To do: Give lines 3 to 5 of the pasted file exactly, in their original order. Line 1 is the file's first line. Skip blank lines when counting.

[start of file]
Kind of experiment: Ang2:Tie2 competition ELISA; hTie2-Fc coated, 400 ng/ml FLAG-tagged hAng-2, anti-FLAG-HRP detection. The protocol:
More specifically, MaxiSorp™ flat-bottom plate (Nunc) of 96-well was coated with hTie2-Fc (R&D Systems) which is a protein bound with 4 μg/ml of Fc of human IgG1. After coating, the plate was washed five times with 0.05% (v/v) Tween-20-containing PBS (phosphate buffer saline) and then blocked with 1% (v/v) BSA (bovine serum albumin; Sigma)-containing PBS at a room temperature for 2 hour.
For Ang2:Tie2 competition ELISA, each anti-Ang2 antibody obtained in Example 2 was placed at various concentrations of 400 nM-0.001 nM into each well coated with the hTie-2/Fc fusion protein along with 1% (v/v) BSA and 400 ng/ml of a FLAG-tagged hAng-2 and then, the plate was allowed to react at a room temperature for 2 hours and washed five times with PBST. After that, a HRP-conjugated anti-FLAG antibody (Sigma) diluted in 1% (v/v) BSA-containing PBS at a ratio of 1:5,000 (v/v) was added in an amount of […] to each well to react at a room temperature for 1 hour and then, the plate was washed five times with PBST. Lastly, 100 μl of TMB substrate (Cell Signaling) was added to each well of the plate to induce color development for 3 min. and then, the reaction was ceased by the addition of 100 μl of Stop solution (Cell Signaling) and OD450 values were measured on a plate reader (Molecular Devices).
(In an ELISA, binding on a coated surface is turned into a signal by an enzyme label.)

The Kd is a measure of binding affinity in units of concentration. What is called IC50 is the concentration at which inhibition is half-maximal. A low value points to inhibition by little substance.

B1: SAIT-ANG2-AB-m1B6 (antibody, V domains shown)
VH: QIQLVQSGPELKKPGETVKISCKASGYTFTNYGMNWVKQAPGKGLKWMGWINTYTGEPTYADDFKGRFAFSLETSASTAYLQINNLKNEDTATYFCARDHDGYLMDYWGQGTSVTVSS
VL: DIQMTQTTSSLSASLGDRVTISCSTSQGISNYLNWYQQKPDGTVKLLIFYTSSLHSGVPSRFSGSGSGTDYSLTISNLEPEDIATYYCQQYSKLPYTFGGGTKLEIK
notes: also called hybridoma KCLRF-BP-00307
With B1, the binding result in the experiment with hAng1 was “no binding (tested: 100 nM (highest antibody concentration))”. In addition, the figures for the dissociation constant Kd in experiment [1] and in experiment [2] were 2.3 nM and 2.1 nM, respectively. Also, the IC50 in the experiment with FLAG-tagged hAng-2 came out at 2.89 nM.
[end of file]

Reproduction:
For Ang2:Tie2 competition ELISA, each anti-Ang2 antibody obtained in Example 2 was placed at various concentrations of 400 nM-0.001 nM into each well coated with the hTie-2/Fc fusion protein along with 1% (v/v) BSA and 400 ng/ml of a FLAG-tagged hAng-2 and then, the plate was allowed to react at a room temperature for 2 hours and washed five times with PBST. After that, a HRP-conjugated anti-FLAG antibody (Sigma) diluted in 1% (v/v) BSA-containing PBS at a ratio of 1:5,000 (v/v) was added in an amount of […] to each well to react at a room temperature for 1 hour and then, the plate was washed five times with PBST. Lastly, 100 μl of TMB substrate (Cell Signaling) was added to each well of the plate to induce color development for 3 min. and then, the reaction was ceased by the addition of 100 μl of Stop solution (Cell Signaling) and OD450 values were measured on a plate reader (Molecular Devices).
(In an ELISA, binding on a coated surface is turned into a signal by an enzyme label.)

The Kd is a measure of binding affinity in units of concentration. What is called IC50 is the concentration at which inhibition is half-maximal. A low value points to inhibition by little substance.